Learn what your peers think about A10 Networks Thunder ADC. Get advice and tips from experienced pros sharing their opinions. Updated: April 2021.
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IgorVan Den Ouden
Network Architect at a retailer with 201-500 employees
With iRule or aFleX scripting, you can influence the complete packet instead of just a few bytes or bits
What is our primary use case?Our primary use case is load balancing, from Layer 4 to Layer 7, on different partitions. And it's also our internet gateway router with our ISP. We're using the standard DDoS protection which is on the box itself. We have about 91 virtual IP addresses we're load balancing at the moment.
Pros and Cons
- "Compared to F5, which I used about six years ago, the A10 is much easier when routing. You don't have to use the wildcard bits to route it between the different segments. It's much less troublesome to configure."
- "There is room for improvement in the GUI. I just migrated from the 2.7 software train to the 4.1, and there are still people on 2.7. The latter is a very old GUI if you compare it to F5. It's not as easy to use and a lot of things are missing. They've made a lot of improvements in the 4.1 step, but compared to the ease of use of F5, it's still quite difficult. For people who haven't got a lot of experience, the GUI can be quite challenging."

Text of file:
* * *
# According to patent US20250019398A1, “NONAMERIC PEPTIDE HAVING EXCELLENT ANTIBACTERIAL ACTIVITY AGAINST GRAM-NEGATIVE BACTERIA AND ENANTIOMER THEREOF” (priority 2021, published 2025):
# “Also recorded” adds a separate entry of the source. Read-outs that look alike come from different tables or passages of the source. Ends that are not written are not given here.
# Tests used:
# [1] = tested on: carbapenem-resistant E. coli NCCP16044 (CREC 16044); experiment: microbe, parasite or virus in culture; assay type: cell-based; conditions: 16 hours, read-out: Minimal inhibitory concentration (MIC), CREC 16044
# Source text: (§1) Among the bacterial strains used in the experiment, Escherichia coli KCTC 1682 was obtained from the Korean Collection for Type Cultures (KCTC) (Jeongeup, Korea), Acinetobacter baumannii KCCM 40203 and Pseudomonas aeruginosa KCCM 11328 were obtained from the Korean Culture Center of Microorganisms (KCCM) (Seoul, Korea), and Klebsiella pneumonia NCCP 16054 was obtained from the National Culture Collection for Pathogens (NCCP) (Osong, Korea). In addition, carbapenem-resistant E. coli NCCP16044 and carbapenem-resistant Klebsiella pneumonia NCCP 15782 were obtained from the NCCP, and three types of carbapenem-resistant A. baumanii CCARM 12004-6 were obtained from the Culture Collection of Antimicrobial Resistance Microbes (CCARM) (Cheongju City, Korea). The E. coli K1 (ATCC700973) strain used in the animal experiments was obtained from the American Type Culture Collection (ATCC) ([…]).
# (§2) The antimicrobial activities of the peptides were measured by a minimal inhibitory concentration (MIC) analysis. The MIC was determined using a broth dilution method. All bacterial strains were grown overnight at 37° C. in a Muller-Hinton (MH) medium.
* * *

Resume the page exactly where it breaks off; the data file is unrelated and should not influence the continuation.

What other advice do I have?The biggest lesson I have learned using the ADC solution is the ease of routing between the different segments that are behind the solution, compared to F5. You have to look at your use cases for load balancing and how much you want to have influence from the traffic. In my opinion, there are only two solutions that are very close to each other, the F5 and the A10, in terms of the way you can influence your traffic. Then it comes down to the price. Security-wise, they each have different angles for how you set it up. We don't use A10's FlexPool consumption-based licensing model. We have some…
User at a government with 501-1,000 employees
Real UserTop 10
Apr 27, 2020
Using services map, we can map traffic from the front-end virtual server to back-end servers
What is our primary use case?Our primary use case is the application delivery controller part where we mainly use the server load balancing features to front-end our back-end servers to give us additional high availability, some resiliency, and some failures. All our applications are hosted on a private on-premises data center. We run our own data center with VMware being the main virtualization platform. Then, running on top of VMware, we have Windows and Linux clusters, so x86 Windows and x86 Linux. Our biggest security concerns are malicious code, user data theft, DDoS attacks, insider attacks, brand damage/loss of… more »
Pros and Cons
- "A lot of our SSL management is done on the front-end side, so there is one pane of glass for a lot of our security certificates. It gives us visibility. It also falls under when certificates are going to expire. Even for servers that are coming down, we can see how that affects the traffic flow by using the services map."